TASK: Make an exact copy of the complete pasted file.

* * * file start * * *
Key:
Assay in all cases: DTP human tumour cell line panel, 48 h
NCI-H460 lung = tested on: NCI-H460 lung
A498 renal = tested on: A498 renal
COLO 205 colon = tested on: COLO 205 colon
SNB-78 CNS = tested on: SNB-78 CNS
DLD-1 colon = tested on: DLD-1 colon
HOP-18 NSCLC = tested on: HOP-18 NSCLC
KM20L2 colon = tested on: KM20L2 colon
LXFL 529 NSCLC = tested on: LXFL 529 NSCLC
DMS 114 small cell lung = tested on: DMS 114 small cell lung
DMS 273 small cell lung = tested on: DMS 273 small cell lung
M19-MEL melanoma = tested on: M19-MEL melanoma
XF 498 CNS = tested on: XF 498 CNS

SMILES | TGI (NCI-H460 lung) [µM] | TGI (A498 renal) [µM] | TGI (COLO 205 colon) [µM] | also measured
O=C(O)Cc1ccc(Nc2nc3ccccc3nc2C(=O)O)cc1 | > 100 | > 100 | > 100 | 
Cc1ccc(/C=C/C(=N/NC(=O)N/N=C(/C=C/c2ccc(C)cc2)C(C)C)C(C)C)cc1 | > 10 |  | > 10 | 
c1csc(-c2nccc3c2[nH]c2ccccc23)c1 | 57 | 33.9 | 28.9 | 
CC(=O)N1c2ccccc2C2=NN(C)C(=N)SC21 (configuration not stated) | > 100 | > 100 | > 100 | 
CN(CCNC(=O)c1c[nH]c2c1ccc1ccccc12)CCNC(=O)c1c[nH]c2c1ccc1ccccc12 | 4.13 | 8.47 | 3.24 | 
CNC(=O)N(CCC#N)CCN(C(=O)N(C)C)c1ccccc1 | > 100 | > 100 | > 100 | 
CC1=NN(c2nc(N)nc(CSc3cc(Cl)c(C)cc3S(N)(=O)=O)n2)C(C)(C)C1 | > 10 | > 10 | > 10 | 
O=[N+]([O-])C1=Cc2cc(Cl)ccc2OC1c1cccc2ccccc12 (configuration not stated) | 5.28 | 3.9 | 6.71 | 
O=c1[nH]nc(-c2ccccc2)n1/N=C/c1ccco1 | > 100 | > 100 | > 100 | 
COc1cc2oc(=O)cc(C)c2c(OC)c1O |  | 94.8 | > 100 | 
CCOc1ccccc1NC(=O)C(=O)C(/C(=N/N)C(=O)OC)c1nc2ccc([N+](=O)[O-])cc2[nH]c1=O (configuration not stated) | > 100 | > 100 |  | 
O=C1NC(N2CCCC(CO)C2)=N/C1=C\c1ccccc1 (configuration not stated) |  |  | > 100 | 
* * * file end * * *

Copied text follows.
Key:
Assay in all cases: DTP human tumour cell line panel, 48 h
NCI-H460 lung = tested on: NCI-H460 lung
A498 renal = tested on: A498 renal
COLO 205 colon = tested on: COLO 205 colon
SNB-78 CNS = tested on: SNB-78 CNS
DLD-1 colon = tested on: DLD-1 colon
HOP-18 NSCLC = tested on: HOP-18 NSCLC
KM20L2 colon = tested on: KM20L2 colon
LXFL 529 NSCLC = tested on: LXFL 529 NSCLC
DMS 114 small cell lung = tested on: DMS 114 small cell lung
DMS 273 small cell lung = tested on: DMS 273 small cell lung
M19-MEL melanoma = tested on: M19-MEL melanoma
XF 498 CNS = tested on: XF 498 CNS

SMILES | TGI (NCI-H460 lung) [µM] | TGI (A498 renal) [µM] | TGI (COLO 205 colon) [µM] | also measured
O=C(O)Cc1ccc(Nc2nc3ccccc3nc2C(=O)O)cc1 | > 100 | > 100 | > 100 | 
Cc1ccc(/C=C/C(=N/NC(=O)N/N=C(/C=C/c2ccc(C)cc2)C(C)C)C(C)C)cc1 | > 10 |  | > 10 | 
c1csc(-c2nccc3c2[nH]c2ccccc23)c1 | 57 | 33.9 | 28.9 | 
CC(=O)N1c2ccccc2C2=NN(C)C(=N)SC21 (configuration not stated) | > 100 | > 100 | > 100 | 
CN(CCNC(=O)c1c[nH]c2c1ccc1ccccc12)CCNC(=O)c1c[nH]c2c1ccc1ccccc12 | 4.13 | 8.47 | 3.24 | 
CNC(=O)N(CCC#N)CCN(C(=O)N(C)C)c1ccccc1 | > 100 | > 100 | > 100 | 
CC1=NN(c2nc(N)nc(CSc3cc(Cl)c(C)cc3S(N)(=O)=O)n2)C(C)(C)C1 | > 10 | > 10 | > 10 | 
O=[N+]([O-])C1=Cc2cc(Cl)ccc2OC1c1cccc2ccccc12 (configuration not stated) | 5.28 | 3.9 | 6.71 | 
O=c1[nH]nc(-c2ccccc2)n1/N=C/c1ccco1 | > 100 | > 100 | > 100 | 
COc1cc2oc(=O)cc(C)c2c(OC)c1O |  | 94.8 | > 100 | 
CCOc1ccccc1NC(=O)C(=O)C(/C(=N/N)C(=O)OC)c1nc2ccc([N+](=O)[O-])cc2[nH]c1=O (configuration not stated) | > 100 | > 100 |  | 
O=C1NC(N2CCCC(CO)C2)=N/C1=C\c1ccccc1 (configuration not stated) |  |  | > 100 | 